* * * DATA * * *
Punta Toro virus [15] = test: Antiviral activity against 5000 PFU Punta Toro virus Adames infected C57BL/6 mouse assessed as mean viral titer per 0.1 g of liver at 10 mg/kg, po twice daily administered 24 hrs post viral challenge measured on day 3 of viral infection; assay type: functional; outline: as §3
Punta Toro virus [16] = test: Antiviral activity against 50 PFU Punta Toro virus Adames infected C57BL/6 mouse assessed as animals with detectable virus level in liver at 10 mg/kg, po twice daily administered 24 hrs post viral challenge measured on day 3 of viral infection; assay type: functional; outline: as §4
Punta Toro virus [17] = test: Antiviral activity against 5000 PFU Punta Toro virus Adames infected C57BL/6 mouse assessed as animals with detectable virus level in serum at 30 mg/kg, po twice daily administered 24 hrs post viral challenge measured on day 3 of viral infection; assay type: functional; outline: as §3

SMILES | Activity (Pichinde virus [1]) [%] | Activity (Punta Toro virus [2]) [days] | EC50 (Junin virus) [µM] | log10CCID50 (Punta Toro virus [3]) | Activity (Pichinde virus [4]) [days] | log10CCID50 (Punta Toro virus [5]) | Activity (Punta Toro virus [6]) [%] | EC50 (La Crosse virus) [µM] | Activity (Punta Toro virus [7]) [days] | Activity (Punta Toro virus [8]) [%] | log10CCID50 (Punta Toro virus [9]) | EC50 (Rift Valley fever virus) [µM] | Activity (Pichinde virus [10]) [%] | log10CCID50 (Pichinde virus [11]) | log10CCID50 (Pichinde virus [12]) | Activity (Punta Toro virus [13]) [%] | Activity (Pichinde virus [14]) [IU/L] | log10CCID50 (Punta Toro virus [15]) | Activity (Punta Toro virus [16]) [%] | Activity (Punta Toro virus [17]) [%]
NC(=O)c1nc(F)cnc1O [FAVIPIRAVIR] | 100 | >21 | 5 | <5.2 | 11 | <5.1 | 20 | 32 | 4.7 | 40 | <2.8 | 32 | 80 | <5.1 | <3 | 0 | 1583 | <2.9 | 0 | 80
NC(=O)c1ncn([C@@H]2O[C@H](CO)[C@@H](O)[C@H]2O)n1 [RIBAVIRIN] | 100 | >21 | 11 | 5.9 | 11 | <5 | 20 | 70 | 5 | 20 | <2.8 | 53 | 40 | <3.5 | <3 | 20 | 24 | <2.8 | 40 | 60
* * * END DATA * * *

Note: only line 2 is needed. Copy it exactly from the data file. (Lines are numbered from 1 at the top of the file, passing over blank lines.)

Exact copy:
Punta Toro virus [16] = test: Antiviral activity against 50 PFU Punta Toro virus Adames infected C57BL/6 mouse assessed as animals with detectable virus level in liver at 10 mg/kg, po twice daily administered 24 hrs post viral challenge measured on day 3 of viral infection; assay type: functional; outline: as §4